05-28-2022, 08:33 PM
Carl is correct for Oregon. You can pump diesel yourself (too many occurrences of attendants mistakenly putting gas in the diesel tanks) and since Covid deemed it unsafe for attendants to serve you due to distance, aside from in the cities on the west side of the state, you can now pump gasoline yourself too. And on all reservations there are no attendants.

There are some of us that simply live here, we donít make or agree with the crazy rules.

Byron B
06-01-2022, 02:15 PM
Asking for a friend: Are these Union jobs?

06-01-2022, 02:37 PM
Iíve been to Oregon several times with our 5th wheel and also on a motorcycle. Attendants will have to pump gas/diesel for both the truck and the bike. However, the attendant handed me the gas nozzle when I was on my bike and allowed me to fill up my motorcycle myself. Being from California - it was just weird not to be able to pump your own fuel.


06-01-2022, 02:47 PM
One of many reasons I won't travel through NJ. Oregon has the same restriction for gasoline but not for diesel fuel. In eastern OR we are allowed to pump our own gas. Does that mean that the farmers are smarter than the city folks?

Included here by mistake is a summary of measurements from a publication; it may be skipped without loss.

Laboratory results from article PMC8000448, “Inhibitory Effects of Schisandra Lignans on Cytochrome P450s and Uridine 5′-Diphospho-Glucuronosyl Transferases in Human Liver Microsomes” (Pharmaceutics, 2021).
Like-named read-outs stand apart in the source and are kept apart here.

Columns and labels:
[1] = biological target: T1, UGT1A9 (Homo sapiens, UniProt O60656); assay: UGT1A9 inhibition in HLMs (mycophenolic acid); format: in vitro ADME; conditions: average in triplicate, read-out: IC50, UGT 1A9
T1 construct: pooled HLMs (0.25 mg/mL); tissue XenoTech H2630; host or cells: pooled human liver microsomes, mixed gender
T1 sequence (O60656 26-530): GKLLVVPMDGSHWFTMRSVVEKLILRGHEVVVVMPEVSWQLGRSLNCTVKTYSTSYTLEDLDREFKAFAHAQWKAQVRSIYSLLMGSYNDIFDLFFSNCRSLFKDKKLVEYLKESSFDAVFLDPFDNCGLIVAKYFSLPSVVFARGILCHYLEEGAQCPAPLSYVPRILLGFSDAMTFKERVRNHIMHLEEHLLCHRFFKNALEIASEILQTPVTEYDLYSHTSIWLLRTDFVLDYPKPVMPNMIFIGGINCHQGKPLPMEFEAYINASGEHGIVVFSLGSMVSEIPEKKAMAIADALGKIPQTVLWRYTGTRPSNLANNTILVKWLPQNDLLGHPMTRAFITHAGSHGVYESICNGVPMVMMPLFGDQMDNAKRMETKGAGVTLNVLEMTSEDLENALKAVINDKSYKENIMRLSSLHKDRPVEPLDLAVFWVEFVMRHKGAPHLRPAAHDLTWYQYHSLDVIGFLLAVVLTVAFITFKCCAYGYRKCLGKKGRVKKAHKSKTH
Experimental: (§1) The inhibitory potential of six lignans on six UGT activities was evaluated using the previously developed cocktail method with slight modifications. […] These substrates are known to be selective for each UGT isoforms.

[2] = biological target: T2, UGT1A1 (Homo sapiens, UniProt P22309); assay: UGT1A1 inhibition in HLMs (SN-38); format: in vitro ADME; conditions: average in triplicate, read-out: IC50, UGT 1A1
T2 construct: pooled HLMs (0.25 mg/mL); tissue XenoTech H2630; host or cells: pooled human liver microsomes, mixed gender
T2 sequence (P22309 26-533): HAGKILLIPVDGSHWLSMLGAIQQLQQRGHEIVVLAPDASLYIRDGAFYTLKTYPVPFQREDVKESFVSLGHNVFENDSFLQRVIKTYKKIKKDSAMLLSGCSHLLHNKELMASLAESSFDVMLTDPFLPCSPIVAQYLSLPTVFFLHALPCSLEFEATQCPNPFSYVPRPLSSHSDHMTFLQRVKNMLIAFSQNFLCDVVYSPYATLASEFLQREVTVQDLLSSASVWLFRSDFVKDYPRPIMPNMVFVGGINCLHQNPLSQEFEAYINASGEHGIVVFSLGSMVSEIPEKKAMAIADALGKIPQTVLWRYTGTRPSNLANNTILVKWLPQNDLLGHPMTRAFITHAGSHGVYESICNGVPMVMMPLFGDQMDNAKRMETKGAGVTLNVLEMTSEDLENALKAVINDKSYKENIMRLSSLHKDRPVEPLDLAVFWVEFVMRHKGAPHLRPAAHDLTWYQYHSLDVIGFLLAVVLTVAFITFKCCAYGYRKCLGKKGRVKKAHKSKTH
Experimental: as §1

06-01-2022, 03:40 PM
Oregon is the other state. Although a couple years ago they relaxed it for rural areas. Also gas attendants will hand you the nozzle for motorcycle, they don't want to spill gas on tank.

06-01-2022, 05:56 PM
New Jersey and Oregon......... if they do away with that think of how many hundreds of thousands of welfare recipients they'd have to add to the roles. At least this way they are employed.

06-01-2022, 08:23 PM
Yes, I was floored when I learned that visiting New Jersey a couple years ago

06-01-2022, 09:48 PM
[QUOTE=NWCampers;1251963]Carl is correct for Oregon. You can pump diesel yourself (too many occurrences of attendants mistakenly putting gas in the diesel tanks).